A scan of several Giants’ Snapchat stories, including Jason Pierre-Paul, Sterling Shepard, and Dominique Rodgers-Cromartie, shows Beckham joking and interacting with his teammates in a positive manner. One in particular depicts Beckham showing DRC a particular dance and another centered on Beckham and Defensive Tackle Jay Bromley having a dance battle. Beckham is not just a guy who sticks to his teammates on offense but seems to get along with everyone on his team.

Beckham is also not a player who is ever content or satisfied with what he has done. His first three seasons have been the best of any receiver in NFL history. And yet, he is still always working at his craft. Beckham trained in the offseason with Vikings Hall of Famer Chris Carter and has discussed how new acquisition Brandon Marshall has given him tips he can take and adapt to his own game.

While some of the things Odell Beckham does has attracted negative attention to himself and his team, Beckham has been an important player both on the field and in the locker room for the New York Giants. He has been a franchise-changing player, perhaps the biggest star the Giants’ have drafted since Lawrence Taylor in 1981. Don’t let anyone tell you Beckham is a locker room divider ala Terrell Owens; they simply aren’t telling the whole truth.

The 2017 NBA Draft Starts with Number Three

By Jack Drapkin

While I would love to be surprised come Draft Night, it sure seems to be that the top two selections are set in stone. Markelle Fultz and Lonzo Ball are penciled in as the first two picks of the NBA Draft to the Boston Celtics and Los Angeles Lakers respectively.

That’s great and the intrigue will be there for their first games in the Summer League, however, for all intents and purposes, the draft starts with the Philadelphia 76ers at pick number three. Boy is it an interesting decision for them.

They have needs at guard and on the wing, with their supposed two best players, Joel Embiid and Ben Simmons, combining for 36 games over four NBA seasons. The Sixers should really be able to select the best player available.

And boy do they need to get this pick right. Look, Simmons and Embiid and especially Embiid, look like generational players. But with the major injuries Embiid has suffered and the fact that Simmons has yet to hit the floor, it’d be nice to add another prospect with a high ceiling, but also an established floor.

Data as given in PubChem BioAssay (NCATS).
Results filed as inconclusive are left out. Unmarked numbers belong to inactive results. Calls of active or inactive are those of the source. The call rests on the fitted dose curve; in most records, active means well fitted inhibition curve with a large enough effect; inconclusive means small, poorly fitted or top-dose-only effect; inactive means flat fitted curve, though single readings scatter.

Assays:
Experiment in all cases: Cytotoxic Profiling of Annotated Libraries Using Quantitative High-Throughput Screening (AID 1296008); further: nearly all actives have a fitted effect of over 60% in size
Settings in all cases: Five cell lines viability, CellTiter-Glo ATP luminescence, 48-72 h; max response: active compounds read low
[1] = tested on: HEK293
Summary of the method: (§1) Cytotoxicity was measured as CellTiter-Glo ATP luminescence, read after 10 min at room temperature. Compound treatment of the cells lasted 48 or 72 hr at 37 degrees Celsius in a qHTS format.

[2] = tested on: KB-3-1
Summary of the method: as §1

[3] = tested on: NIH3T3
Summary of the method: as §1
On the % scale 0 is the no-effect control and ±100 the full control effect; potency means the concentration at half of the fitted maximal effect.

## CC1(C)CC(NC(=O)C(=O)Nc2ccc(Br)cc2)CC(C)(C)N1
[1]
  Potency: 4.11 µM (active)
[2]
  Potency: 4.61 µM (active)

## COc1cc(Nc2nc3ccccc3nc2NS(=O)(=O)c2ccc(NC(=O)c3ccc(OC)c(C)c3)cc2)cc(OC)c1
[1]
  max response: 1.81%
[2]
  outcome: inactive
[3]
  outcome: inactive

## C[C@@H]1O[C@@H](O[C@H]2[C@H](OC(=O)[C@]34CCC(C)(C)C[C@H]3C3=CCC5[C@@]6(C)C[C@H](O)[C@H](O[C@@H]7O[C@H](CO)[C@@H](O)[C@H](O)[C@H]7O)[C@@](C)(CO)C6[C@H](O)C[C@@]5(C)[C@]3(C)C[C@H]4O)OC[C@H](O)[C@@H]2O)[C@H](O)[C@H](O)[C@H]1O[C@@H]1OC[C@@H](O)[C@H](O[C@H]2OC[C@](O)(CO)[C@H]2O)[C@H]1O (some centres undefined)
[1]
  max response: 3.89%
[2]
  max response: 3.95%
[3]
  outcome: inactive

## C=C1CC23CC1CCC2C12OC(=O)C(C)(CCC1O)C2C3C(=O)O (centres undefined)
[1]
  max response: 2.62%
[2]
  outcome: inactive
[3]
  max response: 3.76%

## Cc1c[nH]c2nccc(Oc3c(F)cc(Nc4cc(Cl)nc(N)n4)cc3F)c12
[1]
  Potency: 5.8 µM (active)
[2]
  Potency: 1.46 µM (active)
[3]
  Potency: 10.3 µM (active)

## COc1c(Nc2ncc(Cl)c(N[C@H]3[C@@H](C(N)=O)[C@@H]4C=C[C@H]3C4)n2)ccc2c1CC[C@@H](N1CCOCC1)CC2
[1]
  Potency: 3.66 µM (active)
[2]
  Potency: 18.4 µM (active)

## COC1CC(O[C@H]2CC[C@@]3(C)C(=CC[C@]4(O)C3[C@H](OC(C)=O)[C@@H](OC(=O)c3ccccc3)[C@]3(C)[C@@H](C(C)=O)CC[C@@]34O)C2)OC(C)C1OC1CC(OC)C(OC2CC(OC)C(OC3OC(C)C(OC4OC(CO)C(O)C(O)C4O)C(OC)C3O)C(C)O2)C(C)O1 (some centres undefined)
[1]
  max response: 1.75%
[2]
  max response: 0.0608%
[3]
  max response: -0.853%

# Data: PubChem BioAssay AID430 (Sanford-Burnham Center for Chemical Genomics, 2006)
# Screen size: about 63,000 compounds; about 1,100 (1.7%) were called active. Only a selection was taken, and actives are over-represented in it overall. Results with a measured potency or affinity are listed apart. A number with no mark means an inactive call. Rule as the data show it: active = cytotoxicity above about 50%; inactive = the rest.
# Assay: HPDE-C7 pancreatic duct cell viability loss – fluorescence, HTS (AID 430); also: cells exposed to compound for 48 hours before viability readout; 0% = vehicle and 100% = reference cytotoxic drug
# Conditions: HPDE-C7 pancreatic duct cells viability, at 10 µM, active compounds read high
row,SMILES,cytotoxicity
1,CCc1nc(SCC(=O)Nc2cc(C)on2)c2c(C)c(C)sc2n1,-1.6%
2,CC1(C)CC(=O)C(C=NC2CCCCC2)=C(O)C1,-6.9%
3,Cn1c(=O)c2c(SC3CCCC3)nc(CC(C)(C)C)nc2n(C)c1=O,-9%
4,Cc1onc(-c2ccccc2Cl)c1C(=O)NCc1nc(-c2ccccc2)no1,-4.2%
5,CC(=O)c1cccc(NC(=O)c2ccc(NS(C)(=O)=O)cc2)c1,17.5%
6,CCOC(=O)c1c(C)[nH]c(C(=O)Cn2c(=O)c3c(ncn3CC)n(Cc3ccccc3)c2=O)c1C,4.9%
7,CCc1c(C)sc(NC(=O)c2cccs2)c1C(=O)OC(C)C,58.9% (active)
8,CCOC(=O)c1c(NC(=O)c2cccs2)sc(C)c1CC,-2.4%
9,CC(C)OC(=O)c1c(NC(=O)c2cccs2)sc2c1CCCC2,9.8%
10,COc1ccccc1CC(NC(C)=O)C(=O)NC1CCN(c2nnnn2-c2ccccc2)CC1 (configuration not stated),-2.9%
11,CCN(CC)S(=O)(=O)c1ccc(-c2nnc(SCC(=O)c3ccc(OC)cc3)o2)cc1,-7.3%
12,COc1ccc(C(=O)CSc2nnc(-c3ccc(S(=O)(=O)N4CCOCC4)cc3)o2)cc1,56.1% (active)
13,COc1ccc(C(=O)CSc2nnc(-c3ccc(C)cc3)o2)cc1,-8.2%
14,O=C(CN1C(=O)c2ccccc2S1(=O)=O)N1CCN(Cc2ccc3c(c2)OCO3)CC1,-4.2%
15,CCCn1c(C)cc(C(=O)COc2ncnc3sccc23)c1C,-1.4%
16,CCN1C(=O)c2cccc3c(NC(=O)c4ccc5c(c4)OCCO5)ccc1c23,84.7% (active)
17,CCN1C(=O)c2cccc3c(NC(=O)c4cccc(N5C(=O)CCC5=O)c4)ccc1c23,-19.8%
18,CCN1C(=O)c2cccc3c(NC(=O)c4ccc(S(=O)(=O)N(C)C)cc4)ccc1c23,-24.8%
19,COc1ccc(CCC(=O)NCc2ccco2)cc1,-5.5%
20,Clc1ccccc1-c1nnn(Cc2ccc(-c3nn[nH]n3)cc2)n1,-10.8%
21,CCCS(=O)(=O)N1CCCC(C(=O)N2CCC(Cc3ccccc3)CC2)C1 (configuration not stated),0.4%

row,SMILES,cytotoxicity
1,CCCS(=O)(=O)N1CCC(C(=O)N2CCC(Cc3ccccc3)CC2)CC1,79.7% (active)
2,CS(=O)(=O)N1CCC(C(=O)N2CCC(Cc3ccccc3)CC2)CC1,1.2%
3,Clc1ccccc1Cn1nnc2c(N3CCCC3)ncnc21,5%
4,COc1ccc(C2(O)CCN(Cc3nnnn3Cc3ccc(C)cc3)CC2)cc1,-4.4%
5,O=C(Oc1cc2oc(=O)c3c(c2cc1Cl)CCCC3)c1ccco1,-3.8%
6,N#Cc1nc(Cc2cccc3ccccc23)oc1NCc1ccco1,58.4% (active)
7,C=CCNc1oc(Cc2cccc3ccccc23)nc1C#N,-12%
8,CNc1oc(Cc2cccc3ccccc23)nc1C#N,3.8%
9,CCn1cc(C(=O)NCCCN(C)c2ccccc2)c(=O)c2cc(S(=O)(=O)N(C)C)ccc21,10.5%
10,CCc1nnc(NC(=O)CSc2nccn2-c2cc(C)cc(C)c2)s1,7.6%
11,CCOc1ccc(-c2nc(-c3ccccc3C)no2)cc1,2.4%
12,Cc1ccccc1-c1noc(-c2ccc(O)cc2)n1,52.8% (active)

To me, there are four players who are in play for the Sixers, Josh Jackson, Jayson Tatum, Jonathan Isaac, and Malik Monk.

I just don’t think it’s likely they select a point guard here at three as they have gone out of their way to say that Ben Simmons would operate as a point guard and not a point forward ala LeBron James.

So it becomes a question of which wing prospect do they feel suits their team best.

Look, I think the Sixers are in a tough spot here.

Monk has the best shot-making ability of the group but is the most limited in the other aspects of his game, especially the defensive end. For a team, built on size and length, Monk would seem a curious fit at this selection.

Tatum has the offensive acumen, but he is best suited with the ball in his hands. Will there be enough basketballs for an Embiid, Simmons, Tatum trio not to mention outstanding rookie Dario Saric.

Speaking of Saric, his presence along with Robert Covington makes it tough to believe that Jonathan Isaac is the selection here. Isaac seems best suited to play the 3-4 position and with the glut of talent there for the Sixers, it may be tough for him to get playing time.

This leads to my conclusion that Josh Jackson has to be the selection here. His ability to play as an over-sized two guard is vital for this pairing to work. However, I feel it is the best possibility and fit of all the possibilities.

If you’re a Sixers fan, you better hope though that Jackson’s 3-point stroke is legitimate because that team will have major spacing issues if it’s not.

I think the Sixers, end up picking Jackson, but they are a true wildcard in a Draft sure to provide some fireworks come June 22nd.